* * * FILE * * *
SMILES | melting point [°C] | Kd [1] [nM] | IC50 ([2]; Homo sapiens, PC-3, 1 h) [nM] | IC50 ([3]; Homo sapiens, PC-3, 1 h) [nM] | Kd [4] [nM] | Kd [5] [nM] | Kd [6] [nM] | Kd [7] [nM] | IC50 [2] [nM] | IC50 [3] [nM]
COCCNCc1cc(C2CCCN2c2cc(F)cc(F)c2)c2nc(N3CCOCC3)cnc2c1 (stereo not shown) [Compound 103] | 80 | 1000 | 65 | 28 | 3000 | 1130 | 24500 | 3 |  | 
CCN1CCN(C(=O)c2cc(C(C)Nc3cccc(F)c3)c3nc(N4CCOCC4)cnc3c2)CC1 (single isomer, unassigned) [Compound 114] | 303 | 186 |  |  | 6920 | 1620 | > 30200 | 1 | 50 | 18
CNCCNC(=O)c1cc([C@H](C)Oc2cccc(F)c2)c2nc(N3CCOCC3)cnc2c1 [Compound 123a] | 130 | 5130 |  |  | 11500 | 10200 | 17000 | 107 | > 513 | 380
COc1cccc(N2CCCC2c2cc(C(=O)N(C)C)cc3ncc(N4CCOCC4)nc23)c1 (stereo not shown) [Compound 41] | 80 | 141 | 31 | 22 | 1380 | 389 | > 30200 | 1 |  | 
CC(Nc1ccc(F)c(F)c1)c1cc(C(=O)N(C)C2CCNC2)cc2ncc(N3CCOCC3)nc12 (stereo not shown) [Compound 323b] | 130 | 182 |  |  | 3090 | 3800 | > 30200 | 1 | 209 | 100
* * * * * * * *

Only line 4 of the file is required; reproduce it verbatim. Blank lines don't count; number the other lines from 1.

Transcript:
CNCCNC(=O)c1cc([C@H](C)Oc2cccc(F)c2)c2nc(N3CCOCC3)cnc2c1 [Compound 123a] | 130 | 5130 |  |  | 11500 | 10200 | 17000 | 107 | > 513 | 380